The state of Alabama has two college savings programs designed for lower income and middle income students ...  families, to be able to save some amount of money if not the whole thing to go to college.  We don't have to live off of always letting the federal government bail us out.  There is room for individual responsibility and we have two college savings programs designed for lower income and middle income folks to participate and ... whatever they say that is less that the child has got to borrow.  So it is an opportunity for self responsibility along the way."

You just have to ask:  What did Kay Ivey know, and when did she know it?  And does she know that she knows it? 

Which is it, Kay?  Either this program's a great investment or it's about to go down the tubes. 

We're waiting for an answer, because you seem to be all over the place on the subject.

 

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This is a disaster for Ivey (4.00 / 1)
Unless she can, ASAP, come up with a plan to save the program and avoid having Alabama kids kicked out of college or denied the opportunity to ever start because the money evaporated.  It's a tiny bit like the Katrina response -- a public relations disaster that is also a human tragedy for a lot of people -- 48,000 families in Alabama.

Work harder and work smarter!

Ivey's chances as Governor. (4.00 / 2)
There are 48,000 families who will not vote for Ivey for Governor. She is now 300 million short, if I have the numbers correct. Just as she took responsibility for the PACT program's success, she should take responsibility for the loss to the students and parents whose dreams may be postponed or dashed.

[ Parent ]
Steve Segrest (4.00 / 1)
Needs to hold a press conference to say "I told you so."  Or some interviews at the very least.  This is a teachable moment.

Work harder and work smarter!

Oops! This is a bi-partisan trainwreck! (4.00 / 3)

How many of us knew that the "official name" for this program is the "Wallace Folsom College Savings Investment Plan?

That's from when the program was enacted in the early 90's. The Wallace refers to George Wallace, Jr., who had run as a Republican.  The Folsom is none other than our Lt. Governor, who's still on the board.

From the 2006 program audit, here are the other members:

The Board of Directors of the Wallace-Folsom College Savings Investment Plan, who are rustees of the PACT and ACES Trust Funds, consists of the following ten members:

 

  • Lieutenant Governor, or his or her designee
  • the Executive Director of the Alabama Commission on Higher Education (ACHE), or his or her designee
  • the State Treasurer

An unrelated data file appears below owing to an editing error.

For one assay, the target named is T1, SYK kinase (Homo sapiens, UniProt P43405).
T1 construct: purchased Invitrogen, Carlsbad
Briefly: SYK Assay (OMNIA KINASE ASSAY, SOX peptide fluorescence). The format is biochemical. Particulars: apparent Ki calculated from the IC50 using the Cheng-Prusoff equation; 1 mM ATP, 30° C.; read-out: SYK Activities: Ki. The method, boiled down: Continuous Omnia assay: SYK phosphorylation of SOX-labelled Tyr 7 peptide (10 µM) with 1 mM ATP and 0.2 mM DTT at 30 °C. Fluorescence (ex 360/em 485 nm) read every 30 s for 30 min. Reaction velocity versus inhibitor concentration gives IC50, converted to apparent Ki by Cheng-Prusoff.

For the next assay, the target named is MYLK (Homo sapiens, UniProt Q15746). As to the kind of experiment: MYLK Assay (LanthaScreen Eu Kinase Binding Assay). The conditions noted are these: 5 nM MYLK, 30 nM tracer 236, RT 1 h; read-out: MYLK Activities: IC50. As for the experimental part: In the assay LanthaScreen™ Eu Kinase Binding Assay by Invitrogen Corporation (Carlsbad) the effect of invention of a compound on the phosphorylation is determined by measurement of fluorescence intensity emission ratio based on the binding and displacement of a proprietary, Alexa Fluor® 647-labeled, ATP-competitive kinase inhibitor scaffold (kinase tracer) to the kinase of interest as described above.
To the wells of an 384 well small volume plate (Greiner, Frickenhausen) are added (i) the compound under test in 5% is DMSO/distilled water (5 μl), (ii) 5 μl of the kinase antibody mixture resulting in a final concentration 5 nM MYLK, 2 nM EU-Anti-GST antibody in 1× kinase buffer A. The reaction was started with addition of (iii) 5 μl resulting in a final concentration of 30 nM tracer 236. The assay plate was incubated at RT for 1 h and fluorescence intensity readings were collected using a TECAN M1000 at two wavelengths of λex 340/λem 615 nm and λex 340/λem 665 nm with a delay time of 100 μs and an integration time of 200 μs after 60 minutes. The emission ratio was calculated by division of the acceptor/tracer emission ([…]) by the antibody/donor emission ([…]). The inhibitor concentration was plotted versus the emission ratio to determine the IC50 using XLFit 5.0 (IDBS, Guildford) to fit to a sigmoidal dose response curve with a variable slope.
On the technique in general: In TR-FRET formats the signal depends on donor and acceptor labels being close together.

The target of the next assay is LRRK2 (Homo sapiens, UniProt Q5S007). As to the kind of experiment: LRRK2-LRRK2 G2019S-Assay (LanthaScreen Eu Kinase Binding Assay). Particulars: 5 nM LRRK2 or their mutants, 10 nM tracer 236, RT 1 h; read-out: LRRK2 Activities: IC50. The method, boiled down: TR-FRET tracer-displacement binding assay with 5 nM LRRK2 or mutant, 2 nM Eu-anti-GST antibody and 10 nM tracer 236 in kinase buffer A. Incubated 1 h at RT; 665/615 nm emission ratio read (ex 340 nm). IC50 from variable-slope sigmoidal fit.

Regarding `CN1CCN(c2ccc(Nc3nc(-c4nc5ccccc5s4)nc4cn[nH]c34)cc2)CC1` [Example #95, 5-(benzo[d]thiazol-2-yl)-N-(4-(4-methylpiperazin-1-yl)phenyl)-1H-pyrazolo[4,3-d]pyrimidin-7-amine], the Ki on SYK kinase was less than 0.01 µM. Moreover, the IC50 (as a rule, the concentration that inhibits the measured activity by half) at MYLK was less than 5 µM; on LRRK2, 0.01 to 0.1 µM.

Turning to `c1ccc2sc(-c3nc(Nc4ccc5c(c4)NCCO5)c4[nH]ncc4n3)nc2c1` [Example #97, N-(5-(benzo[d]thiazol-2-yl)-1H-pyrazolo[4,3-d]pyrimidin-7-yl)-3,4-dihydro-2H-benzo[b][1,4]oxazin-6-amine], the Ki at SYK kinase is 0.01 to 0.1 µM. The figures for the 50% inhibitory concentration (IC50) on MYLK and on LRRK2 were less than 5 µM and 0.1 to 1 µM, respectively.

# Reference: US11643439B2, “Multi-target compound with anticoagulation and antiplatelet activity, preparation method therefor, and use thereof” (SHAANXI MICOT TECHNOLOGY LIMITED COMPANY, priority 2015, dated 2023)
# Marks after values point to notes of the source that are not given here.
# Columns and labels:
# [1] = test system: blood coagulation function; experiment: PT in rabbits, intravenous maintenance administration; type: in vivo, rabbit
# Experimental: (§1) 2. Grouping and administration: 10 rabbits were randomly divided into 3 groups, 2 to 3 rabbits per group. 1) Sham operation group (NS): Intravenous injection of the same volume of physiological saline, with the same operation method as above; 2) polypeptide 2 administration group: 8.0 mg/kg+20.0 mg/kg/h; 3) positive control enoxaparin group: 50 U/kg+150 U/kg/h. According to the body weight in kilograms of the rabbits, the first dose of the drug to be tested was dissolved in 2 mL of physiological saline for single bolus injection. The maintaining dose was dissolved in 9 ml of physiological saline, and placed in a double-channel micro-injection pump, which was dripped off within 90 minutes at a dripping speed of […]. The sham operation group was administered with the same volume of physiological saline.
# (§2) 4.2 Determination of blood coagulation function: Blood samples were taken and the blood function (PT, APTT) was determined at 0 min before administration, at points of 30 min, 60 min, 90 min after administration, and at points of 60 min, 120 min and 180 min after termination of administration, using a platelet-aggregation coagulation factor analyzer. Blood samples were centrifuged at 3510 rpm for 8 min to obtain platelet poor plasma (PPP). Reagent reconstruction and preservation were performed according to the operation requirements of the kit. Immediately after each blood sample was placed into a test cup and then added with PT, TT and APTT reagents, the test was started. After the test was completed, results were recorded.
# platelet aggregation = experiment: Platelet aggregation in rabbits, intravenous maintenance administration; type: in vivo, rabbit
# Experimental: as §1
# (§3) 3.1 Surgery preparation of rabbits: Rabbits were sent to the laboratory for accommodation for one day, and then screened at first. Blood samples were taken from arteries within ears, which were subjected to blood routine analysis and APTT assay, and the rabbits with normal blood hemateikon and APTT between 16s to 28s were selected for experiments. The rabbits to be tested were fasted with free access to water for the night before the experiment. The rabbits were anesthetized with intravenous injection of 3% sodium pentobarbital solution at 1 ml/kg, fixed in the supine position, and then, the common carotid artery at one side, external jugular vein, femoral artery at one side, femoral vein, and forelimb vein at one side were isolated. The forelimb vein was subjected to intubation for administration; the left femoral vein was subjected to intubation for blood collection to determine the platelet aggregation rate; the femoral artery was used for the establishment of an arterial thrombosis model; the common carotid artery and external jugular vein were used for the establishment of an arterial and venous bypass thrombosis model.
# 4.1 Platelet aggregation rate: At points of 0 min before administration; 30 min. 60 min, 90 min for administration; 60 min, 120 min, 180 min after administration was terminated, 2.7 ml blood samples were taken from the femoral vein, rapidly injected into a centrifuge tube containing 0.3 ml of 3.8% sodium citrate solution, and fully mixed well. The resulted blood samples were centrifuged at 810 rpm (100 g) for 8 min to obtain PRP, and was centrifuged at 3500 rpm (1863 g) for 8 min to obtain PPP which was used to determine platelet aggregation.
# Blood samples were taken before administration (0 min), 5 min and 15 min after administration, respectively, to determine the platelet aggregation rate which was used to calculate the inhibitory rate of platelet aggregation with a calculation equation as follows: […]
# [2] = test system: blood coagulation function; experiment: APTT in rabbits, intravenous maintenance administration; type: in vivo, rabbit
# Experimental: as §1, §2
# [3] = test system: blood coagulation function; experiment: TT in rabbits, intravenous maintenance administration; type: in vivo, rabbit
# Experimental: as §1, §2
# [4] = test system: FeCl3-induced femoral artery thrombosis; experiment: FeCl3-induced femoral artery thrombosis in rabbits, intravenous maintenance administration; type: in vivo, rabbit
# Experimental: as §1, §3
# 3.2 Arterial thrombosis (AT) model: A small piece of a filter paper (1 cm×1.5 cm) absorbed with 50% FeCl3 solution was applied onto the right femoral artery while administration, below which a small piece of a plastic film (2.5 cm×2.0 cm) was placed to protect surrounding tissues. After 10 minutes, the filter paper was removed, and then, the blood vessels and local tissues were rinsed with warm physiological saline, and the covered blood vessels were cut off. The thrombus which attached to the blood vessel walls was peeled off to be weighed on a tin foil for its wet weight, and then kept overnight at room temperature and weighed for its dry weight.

• Chancellor of the Alabama Department of Postsecondary Education, or his or her designee;
  • one person appointed by the Council of College and University Presidents;
  • one person appointed by the Speaker of the House of Representatives;
  • one person appointed by theLieutenant Governor;
  •  one person appointed by the State Treasurer; 
  • and two persons appointed by the Governor.

I'm trying to find out who - other than Jim Folsom, Jr. and Kay Ivey, these people are.  So, while Kay Ivey was in charge, it appears that she had a lot of help from - I presume - some prominent Democrats.



"The modern conservative is engaged in one of man's oldest exercises in moral philosophy; that is, the search for a superior moral justification for selfishness."  - John Kenneth Galbraith




I admit my ignorance about Kay Ivey, up until a week ago, I'd never even heard of her.... (4.00 / 1)

But after going to the State of Alabama Treasury Website, and reading the woman's mission statement.....I frankly wonder what her qualifications were for the office?

If you read her mission statement, where in it does anyone get the impression that the woman knows anything about finance, the economy or the stock market?  At best it sounds like she was a glorified bookkeeper turned bureaucrat/politician.

I know she must have more qualifications that I'm too lazy to investigate.....and I realize through my ignorance that I'm part of the problem and not of the solution, but did any new media outlet ever ask her what her investment philosophy was? What does she know about hedge funds? Options trading? Going long, or going short? 

Its pretty obvious the woman knows little or nothing about these financial instruments, if she did, the college fund she oversaw certainly wouldnt have lost 40-50% of its value.

A professional engineer can be held personally liable for designing a flawed, defective bridge, but people like Kay Ivey can't be held personally liable for any of this other than being removed from office.....but thats another issue for another day.

Too bad Kay didn't take a weekend crash course in the stock market and financial instruments before taking office.  To bad the good people of Alabama do not know the right questions to ask of politicians when they are running for an office.